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HUFF-DALAND XLB-3

Posted 6/25/2009 Printable Fact Sheet
 
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Huff-Daland XLB-3
Huff-Daland XLB-3. (U.S. Air Force photo)
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The XLB-3, built by Huff-Daland, was essentially an LB-1 airframe powered by experimental air-cooled and inverted Liberty engines, one on each side of the fuselage mounted on the lower wing. This power plant installation was abandoned, however, and the same aeroplane became the XLB-3A, with 410 hp air-cooled Pratt & Whitney Wasp R-1340-1 radial engines. The crew was increased to five, with conventional nose gunnery and bombing stations. By the time the XLB-3A was delivered, the Huff-Daland Co. had been reorganized as Keystone, so the airplane was known as a Keystone.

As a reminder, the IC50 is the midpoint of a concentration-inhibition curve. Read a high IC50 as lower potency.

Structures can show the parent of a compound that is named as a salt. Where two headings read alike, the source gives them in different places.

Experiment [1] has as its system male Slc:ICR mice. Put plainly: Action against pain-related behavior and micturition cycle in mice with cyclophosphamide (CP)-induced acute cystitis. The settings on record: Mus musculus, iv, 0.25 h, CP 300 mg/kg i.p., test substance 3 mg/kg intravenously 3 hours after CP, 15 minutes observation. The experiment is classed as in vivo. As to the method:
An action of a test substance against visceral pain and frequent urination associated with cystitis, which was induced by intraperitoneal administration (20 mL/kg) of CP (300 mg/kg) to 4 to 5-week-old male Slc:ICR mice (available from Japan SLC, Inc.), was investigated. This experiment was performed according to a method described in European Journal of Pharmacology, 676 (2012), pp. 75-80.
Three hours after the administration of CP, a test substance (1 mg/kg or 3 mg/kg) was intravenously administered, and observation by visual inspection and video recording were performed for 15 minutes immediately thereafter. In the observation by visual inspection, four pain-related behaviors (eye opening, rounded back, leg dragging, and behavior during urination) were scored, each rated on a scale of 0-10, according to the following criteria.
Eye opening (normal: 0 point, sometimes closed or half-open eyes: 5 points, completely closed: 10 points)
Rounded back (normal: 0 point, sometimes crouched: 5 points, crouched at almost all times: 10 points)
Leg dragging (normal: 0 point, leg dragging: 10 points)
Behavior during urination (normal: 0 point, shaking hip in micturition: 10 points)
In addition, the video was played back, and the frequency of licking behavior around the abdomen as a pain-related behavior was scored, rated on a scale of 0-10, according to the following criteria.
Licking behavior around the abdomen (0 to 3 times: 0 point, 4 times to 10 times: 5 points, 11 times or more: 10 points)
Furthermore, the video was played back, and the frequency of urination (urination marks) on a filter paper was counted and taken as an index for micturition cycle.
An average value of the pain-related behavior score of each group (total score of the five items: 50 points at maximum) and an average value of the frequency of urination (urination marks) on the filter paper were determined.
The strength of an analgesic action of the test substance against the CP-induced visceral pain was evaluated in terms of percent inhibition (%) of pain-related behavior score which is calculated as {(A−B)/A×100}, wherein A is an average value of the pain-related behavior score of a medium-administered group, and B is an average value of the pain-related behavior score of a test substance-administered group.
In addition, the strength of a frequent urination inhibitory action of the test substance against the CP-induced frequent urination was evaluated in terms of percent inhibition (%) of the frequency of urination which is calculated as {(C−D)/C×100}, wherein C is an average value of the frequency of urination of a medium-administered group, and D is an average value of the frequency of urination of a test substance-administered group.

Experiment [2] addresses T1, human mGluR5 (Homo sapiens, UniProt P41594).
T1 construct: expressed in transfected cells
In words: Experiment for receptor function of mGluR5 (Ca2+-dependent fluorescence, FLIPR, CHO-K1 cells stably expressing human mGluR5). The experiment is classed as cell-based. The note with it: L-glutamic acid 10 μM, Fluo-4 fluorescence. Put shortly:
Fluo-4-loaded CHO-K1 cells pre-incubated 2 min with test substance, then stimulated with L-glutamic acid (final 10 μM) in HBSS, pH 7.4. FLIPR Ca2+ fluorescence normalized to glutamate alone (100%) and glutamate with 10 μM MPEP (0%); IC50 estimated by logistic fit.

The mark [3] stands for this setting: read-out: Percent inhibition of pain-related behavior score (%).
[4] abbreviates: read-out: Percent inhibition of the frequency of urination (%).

Type Number built/
converted
Remarks
XLB-3 1 Twin air-cooled engines


TECHNICAL NOTES (speed/range are estimates):
Armament: Five .30-cal. machine guns and approx. 2,200 lbs. of bombs
Engines: Two inverted air-cooled Liberty V-1410s of 420 hp each
Maximum speed: 105 mph at sea level
Service ceiling: 8,000 ft.
Range: Approx. 400 miles with full bomb load
Span: 66 ft. 6 in.
Length: 46 ft. 2 in.
Height: 14 ft. 11 in.
Weight: Approx. 12,000 lbs. gross
Crew: Five
Serial number: 27-333

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